Ned Miller – That’s interesting because I’ve never even used a bow quiver so I have to default to both of you on this one. I just never really had the desire to do that, but it’s interesting to hear both of your takes on this.

Jason Albert – Then you have to remember too that arrows don’t weigh much. However, as you take one arrow out of that bow quiver, your tuning is going to change a little bit. if you take two arrows out of that bow quiver, your tuning again is going to change a little bit.

Ned Miller – That’s a good point. So Jason, you’re recommending the pocket quiver just starting out, but avoiding the bow quiver. Nick is there a particular style of quiver that you’ve had, that you have experience with, that you would recommend to a new archer?

Mentor Pocket Quiver

Nick Viau – I’ve actually been using a pocket quiver. I got a pocket quiver just this year. I own seven different style of quivers right now. I don’t think that there is a perfect quiver for every situation. I started out with one of those seven dollar side quivers that clip to your belt and it’s got a holder for you pen and all that stuff. I started out using one of those and I used it for quite a while. One thing that I did find was that they’re always in your way when you’re shooting. You’re hitting them with your thigh and stuff like that. I prefer a pocket quiver now unless it’s raining. Like Jason said, it’s pretty natural to just want to put the arrow in your pocket so it becomes one of the most convenient quivers that there is if you just stick it in that pocket quiver. It’s the easiest thing in the world to use. They’re also the easiest thing in the world to make if you want to get started with them. You wouldn’t need much. Just something to protect your back pocket. So that’s something to think about.

Ned Miller – What about from a hunting in the woods perspective? What are you using?

Nick Viau – I have tried everything. Like I said, I used a bow quiver for a long time. I liked it until I got to my spot, then I didn’t like it anymore. I shot with my deer with a bow quiver on my bow. It was a Thunderhorn Boa.. I actually sold that shortly after. The only bow quiver I actually like was the Great Northern because it’s got that pole attached to both sides so they don’t get loose if you’re out of arrows. But like Jason said, I got tired of constantly practicing with it. Having one arrow out of it and tuning it and all that other stuff. I just really got tired of the bulk.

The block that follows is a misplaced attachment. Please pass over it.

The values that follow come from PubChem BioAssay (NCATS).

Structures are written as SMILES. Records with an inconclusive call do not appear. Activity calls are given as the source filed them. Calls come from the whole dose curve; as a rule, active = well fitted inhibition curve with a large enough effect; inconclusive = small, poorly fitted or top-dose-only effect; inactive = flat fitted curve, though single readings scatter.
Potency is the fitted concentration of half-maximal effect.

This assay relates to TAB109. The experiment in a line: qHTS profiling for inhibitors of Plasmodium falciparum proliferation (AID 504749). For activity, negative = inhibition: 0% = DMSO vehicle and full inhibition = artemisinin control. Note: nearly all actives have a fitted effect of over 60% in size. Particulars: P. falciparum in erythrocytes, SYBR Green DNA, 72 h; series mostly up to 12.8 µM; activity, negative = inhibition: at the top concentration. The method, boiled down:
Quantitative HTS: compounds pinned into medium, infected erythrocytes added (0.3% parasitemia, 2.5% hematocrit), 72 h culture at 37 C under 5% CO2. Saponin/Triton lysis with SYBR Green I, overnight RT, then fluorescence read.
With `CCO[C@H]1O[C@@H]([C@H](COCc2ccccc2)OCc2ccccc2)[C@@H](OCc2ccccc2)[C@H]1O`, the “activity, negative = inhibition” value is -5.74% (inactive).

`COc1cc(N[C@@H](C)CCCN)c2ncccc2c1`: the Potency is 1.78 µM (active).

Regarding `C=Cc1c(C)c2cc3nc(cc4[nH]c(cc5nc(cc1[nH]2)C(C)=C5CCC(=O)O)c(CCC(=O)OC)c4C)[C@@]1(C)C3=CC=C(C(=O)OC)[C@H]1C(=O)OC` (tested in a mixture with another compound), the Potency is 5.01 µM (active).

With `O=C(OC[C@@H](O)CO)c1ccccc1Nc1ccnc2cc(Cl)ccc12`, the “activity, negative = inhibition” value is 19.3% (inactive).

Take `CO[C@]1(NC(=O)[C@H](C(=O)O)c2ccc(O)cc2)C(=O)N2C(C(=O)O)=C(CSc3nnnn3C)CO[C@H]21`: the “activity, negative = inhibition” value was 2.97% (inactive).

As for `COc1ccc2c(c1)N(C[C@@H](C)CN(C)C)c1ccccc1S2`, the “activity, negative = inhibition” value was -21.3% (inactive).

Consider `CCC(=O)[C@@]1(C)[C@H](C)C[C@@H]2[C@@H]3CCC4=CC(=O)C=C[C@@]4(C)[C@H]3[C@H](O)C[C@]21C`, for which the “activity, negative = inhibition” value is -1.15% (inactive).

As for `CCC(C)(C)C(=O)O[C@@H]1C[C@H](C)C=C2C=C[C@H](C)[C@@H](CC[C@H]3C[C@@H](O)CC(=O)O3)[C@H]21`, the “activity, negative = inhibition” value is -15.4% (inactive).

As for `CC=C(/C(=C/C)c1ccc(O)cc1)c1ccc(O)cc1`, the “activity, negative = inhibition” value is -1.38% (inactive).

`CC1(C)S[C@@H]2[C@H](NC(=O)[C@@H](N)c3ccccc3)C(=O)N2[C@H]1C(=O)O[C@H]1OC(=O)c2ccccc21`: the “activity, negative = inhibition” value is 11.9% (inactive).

I went to tube style quivers this year after finding that back quivers weren’t all that great. I didn’t like back quivers all that much. I was taking them off once I was at my spot. They’re not as easy to carry through the woods as people that use them would have you believe. I do think that if you master them, it’s a good way to hunt. But honestly, I don’t see the advantage of them. If you’re pulling arrows with broadheads out of them, they’re getting hung up on each other. they don’t work very well of small game points unless you’re using a strait up blunt tipped arrow. I never have a second chance at a deer I guess that quickly. I’ve just never seen the advantage.

I went to tube style quivers this year, or a sling quiver. That’s what I’ve always liked. I think those work really, really well. they get through the woods easy. They draw out the side and they keep your arrows relatively safe from the outdoors. You put them next to you and nothing happens. You can keep them quiet really easy too. I’m actually using a Canyon Quiver which I worked with Jason to design. I really, really like it. It’s a tube style and made out of leather. Most of the ones you see are made out of canvas, or some kind of nylon or something like that. I really like it. My dad makes a similar style. It’s more of a 3D quiver made out of PVC and those work really well too.

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DIY .38 Blunt Arrow Tips

A very cool article from Field and Flood about making a blunt tipped arrow head from a .38 shell. I love making things on my own. This is one project that I am going to have to try.